One year ago, I helped launch the SAFE California Campaign -- now known as Proposition 34 -- to replace California's broken death penalty with life in prison without the possibility of parole. Today, the Yes on 34 Campaign has grown into a statewide powerhouse with the support of some of the most respected organizations and leaders in the state.
Simply put: Californians recognize that replacing the death penalty with life in prison without parole means justice that works for everyone.
When we started a year ago, SAFE California was just a handful of former law enforcement professionals teamed up with innocent men and women who had been wrongfully convicted and brave family members of murder victims who understood that the death penalty is broken beyond repair. My own experience was in the Department of Corrections -- over a 30 year career I rose through the ranks from a Corrections Officer working in California prisons to warden of death row overseeing executions, to eventually becoming director California's entire prison system.
In the early days of this campaign, I was joined by people like Gil Garcetti, former District Attorney from LA County, John Van de Kamp, former Attorney General and also a former DA from LA, and LaDoris Cordell, a retired judge from Santa Clara County. Between us we've seen every side of the criminal justice system in California. All of us had seen the risk of executing an innocent person and witnessed hundreds of millions of dollars spent on lawyers and appeals trying to prevent that risk.
We stood alongside amazing men and women who had proven their innocence after spending decades in prison for crimes they did not commit. People like Franky Carrillo and Obie Anthony who were given life sentences for murders they did not commit but were able to prove their innocence and had been freed from prison only months before.
And from the beginning, family members of murder victims have supported this campaign. People like Judy Kerr whose brother was brutally tortured and murdered and Lorrain Taylor whose twin sons were gunned down in a random act of violence. Judy and Lorrain support Prop 34 because they know first hand about the crisis of unsolved murders: the killers who took their loved ones have never been caught.
We came together from diverse perspectives with a common goal: replace the death penalty with justice that works for all Californians. Many people doubted we would even make it onto the ballot. We proved them wrong, submitting 800,000 signatures to qualify, thanks to the help of 5,000 volunteers.
Over the last year, that small group of supporters who had seen California's broken death penalty first-hand has grown to include powerful voices from all across California. The California Democratic Party, the League of Women Voters of California, the California Branch of the NAACP, the California Labor Federation, and the California Nurses Association are just a handful of the more than 1,200 organizations and community leaders to endorse Proposition 34.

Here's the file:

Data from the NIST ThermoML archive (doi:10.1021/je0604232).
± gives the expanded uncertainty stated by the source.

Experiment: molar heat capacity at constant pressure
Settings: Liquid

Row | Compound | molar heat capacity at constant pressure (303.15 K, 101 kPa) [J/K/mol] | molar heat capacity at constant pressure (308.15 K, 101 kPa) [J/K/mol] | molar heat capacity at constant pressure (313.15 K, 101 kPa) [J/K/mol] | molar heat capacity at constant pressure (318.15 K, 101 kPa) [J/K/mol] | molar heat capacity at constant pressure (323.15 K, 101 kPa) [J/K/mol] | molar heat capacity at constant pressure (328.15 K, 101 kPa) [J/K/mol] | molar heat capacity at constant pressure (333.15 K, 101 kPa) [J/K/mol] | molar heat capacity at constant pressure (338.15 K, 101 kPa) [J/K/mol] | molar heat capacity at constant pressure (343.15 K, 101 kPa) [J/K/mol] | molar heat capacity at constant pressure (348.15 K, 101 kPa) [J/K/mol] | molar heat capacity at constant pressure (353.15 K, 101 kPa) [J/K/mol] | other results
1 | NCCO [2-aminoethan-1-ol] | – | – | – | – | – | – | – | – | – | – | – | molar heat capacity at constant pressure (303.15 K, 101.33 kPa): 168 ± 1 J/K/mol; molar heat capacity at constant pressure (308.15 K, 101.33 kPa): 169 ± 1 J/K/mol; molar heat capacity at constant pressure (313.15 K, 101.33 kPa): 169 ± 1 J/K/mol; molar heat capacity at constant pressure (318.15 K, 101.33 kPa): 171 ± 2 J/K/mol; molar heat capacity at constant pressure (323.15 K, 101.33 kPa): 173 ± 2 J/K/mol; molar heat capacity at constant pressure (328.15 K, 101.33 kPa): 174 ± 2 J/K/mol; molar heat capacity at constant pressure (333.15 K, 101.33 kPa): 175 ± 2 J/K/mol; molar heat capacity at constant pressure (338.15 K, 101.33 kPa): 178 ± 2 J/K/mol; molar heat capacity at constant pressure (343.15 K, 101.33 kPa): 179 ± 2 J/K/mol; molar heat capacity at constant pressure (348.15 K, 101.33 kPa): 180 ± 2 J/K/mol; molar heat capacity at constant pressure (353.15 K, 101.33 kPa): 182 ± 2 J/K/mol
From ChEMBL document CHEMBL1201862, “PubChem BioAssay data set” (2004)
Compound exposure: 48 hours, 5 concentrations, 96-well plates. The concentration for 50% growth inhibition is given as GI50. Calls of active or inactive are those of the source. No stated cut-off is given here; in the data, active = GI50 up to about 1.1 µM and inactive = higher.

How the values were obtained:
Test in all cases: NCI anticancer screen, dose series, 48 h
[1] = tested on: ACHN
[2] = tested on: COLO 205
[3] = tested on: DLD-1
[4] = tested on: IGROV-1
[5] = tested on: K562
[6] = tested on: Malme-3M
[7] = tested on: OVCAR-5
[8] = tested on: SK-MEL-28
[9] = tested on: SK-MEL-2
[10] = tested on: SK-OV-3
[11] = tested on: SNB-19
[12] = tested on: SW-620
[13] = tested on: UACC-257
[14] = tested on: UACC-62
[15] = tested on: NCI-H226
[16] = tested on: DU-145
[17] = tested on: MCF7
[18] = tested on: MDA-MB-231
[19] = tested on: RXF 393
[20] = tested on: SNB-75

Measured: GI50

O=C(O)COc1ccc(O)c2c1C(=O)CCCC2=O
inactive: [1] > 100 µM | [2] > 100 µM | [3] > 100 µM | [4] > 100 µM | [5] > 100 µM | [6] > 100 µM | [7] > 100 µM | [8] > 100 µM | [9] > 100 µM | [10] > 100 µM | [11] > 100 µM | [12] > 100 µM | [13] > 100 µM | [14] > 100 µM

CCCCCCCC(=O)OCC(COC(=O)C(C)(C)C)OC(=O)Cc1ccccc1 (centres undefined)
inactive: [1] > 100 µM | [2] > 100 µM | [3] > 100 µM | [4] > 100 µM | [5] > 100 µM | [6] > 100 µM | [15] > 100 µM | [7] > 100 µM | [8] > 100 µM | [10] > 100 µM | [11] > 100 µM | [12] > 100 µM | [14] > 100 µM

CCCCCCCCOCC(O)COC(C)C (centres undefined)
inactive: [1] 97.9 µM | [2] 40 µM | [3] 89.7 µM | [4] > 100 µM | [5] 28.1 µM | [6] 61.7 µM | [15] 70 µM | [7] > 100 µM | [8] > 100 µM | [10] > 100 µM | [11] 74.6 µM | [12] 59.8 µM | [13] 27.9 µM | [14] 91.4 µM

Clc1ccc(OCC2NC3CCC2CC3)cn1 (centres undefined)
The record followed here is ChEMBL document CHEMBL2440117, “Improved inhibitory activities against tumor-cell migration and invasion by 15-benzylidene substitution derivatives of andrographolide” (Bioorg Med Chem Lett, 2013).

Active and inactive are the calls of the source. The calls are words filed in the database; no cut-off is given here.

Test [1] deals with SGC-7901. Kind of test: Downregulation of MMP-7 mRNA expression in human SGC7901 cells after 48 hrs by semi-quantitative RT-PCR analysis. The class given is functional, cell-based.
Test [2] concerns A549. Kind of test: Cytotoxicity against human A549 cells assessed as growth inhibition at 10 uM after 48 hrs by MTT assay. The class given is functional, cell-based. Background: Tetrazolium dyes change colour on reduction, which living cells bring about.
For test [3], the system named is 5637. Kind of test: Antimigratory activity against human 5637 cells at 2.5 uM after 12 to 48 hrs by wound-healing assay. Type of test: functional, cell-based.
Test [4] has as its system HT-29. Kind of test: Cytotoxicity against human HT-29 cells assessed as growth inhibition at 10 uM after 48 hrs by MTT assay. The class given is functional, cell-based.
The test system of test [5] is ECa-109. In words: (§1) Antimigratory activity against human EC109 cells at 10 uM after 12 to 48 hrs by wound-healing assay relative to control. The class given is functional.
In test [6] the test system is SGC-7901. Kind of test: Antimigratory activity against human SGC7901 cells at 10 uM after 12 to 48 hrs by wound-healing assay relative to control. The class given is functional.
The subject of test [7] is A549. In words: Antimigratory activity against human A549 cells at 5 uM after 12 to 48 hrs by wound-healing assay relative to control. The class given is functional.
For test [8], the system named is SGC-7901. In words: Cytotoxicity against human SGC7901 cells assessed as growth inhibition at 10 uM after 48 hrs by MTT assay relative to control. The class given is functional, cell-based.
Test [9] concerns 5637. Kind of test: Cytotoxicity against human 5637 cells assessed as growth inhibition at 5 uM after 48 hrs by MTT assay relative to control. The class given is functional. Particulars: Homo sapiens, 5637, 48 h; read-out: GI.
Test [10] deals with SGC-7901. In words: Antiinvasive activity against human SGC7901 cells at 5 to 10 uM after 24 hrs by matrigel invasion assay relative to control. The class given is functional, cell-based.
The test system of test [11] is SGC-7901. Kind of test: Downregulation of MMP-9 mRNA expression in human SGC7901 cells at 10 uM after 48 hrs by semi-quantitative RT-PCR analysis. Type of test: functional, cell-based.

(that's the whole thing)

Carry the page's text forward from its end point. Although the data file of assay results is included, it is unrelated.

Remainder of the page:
Support for Prop 34 continues to grow because people understand that California's death penalty is broken beyond repair. California has only executed 1% of those sentenced to death in 34 years. The rest wait decades on death row in private cells with the best lawyers taxpayer money can buy, in conditions better than those of inmates for serving life without parole. They don't work and they don't pay into California's Victims Compensation Fund.
Proposition 34 will change all that. By replacing the death penalty with life in prison with no possibility of parole, Yes on 34 ensures that convicted killers stay behind bars forever with no hope of ever getting out. Proposition 34 makes convicted killers work in prison and pay restitution for victims' families' compensation -- as they should.
Proposition 34 will also save California hundreds of millions of dollars. The official, independent analysis of Proposition 34 says it will save $130 million each year for many years to come. We need that money for our kids schools and to keep our families safe.
As a law enforcement professional and as a mother, the most important question to me is how can we keep California communities safe? I was shocked to learn that 46% of homicides and 56% of reported rapes go unsolved every year. That's why Prop 34 creates the SAFE California Fund. $100 million over four years -- money that currently pays for death row appeal cases -- will be directed to local law enforcement to solve more rapes and murders. That means our public safety dollars can go where they are needed most, to bringing justice to all victims of violent crime and get dangerous people off our streets.
But of all the reasons to support YES on 34, the one that stays with me with the most is the risk of executing an innocent person. I'm reminded of this risk every time I see one of the wrongly convicted innocent men and women I work with. As long as we have the death penalty, we risk making the horrifying mistake of taking an innocent person's life.
So here we are, 366 days down. It took the work of thousands to get here and we are proud of the strong campaign we have built. But its time to get our heads in the game and look ahead: just 68 more days until the election on November 6. That's 68 days to educate every California voter about the realities of California's broken death penalty and the best way to ensure justice that works for everyone.
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